Saturday, August 13, 2011
お盆, Bon Festival
Today, I was invited to a performance during the Bon Festival in my village. This festival is typically celebrated from August 13th to 16th, which means I get a nice mini-vacation from school while the students visit their relatives. This holiday is a celebration of the deceased, a Buddhist custom that honors the spirits of one's ancestors.
My coworker Nozaki-san, who I often refer to as my 兄貴 (older brother), participated as a performer in the ceremony I attended. It was a casual affair that took place in the middle of an intersection. As the performers played their songs and danced, cars whizzed around them, sometimes almost brushing against them! They never broke character.
Some customs of Obon include: hanging lanterns in front of houses to guide ancestral spirits; performing Obon dances (known as the Bon Odori); visiting graveyards; making offerings of food at temples and altars. When Obon is over, floating lanterns are put into rivers to guide the spirits back to the afterlife.
One interesting fact about Obon is that it can be celebrated in July or August, depending on which region one lives in. The Japanese lunar calendar switched to the Gregorian calender (the modern, international calender) at the end of the Meiji era. As a result, some parts of Japan adhere to the previous calender when celebrating Obon, although the August version is more commonly accepted. I like to imagine what might happen if some people chose to celebrate Christmas in December and some decided to wait until January.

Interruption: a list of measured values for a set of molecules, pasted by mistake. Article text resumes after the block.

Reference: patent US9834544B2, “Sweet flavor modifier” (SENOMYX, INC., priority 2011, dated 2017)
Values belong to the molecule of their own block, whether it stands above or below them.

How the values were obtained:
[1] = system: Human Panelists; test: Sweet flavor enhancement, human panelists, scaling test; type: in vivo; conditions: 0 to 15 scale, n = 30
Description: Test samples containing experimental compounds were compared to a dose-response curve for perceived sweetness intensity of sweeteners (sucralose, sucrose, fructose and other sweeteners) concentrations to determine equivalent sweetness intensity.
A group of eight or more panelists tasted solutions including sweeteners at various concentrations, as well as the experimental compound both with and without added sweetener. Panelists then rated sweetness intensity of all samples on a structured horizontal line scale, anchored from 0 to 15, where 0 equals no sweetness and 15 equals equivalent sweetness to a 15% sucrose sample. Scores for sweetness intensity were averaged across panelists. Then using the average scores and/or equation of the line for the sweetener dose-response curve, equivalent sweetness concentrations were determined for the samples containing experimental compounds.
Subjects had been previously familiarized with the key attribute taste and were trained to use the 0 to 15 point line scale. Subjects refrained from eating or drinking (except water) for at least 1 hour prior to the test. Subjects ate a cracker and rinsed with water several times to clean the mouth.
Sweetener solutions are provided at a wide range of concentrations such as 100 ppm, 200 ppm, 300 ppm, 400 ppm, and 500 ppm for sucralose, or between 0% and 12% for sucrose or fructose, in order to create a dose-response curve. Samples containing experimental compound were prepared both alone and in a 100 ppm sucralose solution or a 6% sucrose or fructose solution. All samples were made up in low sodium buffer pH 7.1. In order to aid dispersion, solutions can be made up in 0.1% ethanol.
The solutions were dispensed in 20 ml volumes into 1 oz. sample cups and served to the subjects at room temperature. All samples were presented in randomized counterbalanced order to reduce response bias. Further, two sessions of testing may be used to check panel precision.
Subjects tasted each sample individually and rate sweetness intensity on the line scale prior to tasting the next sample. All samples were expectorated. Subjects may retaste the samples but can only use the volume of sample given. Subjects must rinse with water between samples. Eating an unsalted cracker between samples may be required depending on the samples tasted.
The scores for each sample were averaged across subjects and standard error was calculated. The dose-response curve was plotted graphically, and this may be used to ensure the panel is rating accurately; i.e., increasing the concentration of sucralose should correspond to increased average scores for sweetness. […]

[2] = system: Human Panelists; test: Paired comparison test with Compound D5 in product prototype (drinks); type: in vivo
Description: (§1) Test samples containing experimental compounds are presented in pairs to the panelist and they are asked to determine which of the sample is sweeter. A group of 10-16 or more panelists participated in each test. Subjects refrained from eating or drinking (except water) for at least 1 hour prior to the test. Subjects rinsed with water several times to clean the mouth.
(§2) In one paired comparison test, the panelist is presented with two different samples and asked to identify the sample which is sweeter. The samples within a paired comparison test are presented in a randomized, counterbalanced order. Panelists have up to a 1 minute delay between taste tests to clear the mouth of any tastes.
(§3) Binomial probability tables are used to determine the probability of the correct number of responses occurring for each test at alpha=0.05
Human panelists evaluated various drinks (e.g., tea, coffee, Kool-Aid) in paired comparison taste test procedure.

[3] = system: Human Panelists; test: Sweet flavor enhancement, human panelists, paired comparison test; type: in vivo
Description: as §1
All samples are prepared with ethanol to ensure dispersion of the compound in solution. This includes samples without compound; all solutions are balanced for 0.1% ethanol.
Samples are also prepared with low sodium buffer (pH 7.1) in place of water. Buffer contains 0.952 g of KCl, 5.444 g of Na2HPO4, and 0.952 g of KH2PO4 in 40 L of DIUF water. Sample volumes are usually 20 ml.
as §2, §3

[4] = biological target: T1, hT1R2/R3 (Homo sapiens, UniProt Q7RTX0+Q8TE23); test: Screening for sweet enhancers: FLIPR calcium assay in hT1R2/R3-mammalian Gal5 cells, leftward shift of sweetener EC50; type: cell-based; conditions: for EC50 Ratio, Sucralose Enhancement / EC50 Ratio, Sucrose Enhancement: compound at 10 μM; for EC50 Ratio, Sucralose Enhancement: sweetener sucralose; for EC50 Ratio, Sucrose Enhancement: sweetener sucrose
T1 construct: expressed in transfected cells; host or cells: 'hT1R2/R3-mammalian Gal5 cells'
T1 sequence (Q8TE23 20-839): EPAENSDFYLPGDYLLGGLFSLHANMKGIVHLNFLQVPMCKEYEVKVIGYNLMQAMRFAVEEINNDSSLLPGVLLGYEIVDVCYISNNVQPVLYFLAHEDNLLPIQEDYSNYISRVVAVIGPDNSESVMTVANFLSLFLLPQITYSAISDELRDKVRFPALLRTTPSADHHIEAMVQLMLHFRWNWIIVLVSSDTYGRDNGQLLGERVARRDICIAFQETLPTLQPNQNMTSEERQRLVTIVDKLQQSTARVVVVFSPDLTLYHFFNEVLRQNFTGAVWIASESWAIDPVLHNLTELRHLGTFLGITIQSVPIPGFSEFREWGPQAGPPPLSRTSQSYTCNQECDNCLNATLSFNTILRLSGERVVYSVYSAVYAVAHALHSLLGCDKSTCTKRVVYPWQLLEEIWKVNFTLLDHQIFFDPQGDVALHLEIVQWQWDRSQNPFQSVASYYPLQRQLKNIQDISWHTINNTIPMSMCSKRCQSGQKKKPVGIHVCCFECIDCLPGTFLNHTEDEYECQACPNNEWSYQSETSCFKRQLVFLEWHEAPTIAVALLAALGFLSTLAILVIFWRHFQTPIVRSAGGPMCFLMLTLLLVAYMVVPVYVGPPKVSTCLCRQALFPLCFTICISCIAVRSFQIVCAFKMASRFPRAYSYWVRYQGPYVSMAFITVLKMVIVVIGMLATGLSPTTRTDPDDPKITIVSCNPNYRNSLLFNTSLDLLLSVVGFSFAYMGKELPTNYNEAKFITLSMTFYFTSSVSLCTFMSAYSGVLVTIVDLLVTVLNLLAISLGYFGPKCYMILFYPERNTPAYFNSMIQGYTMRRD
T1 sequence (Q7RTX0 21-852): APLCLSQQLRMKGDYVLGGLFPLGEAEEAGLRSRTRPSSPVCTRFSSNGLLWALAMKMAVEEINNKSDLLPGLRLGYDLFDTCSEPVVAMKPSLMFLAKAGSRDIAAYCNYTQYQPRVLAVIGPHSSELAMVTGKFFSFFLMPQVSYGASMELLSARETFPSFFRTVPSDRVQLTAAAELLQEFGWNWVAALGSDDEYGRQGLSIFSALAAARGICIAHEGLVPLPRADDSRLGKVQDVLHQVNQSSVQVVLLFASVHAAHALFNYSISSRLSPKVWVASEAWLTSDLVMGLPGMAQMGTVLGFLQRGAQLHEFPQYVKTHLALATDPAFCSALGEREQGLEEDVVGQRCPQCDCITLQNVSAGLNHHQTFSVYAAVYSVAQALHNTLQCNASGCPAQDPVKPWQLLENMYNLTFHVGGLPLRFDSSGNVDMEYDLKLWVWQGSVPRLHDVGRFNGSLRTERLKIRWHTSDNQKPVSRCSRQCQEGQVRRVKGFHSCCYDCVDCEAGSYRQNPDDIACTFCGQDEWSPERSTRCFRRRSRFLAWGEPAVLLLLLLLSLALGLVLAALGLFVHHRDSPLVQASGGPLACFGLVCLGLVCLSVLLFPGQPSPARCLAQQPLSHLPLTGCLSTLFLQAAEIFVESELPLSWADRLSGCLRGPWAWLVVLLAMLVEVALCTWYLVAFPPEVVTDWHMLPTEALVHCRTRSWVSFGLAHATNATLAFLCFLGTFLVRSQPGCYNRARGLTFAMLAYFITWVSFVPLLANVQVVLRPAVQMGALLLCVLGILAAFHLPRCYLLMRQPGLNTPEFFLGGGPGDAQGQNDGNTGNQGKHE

Obon is one of the three busiest holiday seasons in Japan. I can attest to this, as I drove to Koriyama after the event and got stuck in traffic. Many people were returning home to visit relatives and family graves. The other busy holiday seasons are Golden Week in late April and early January, around the time of the New Year.
I attended an Americanized version of Obon last year in Beaverton, Oregon. The local Japanese grocery store, Uwajimaya, held a small festival in its parking lot. Along with friends, I participated in the Bon Odori and played traditional Japanese games. Both last year and this year, I have enjoyed myself during Obon.
At Nozaki-san's request, I took many pictures of the ceremony. Perhaps he and I can use them in the next issue of my village's monthly newsletter. There will be a further ceremony on Monday, so I hope to take more pictures and experience some more of Japan's unique customs.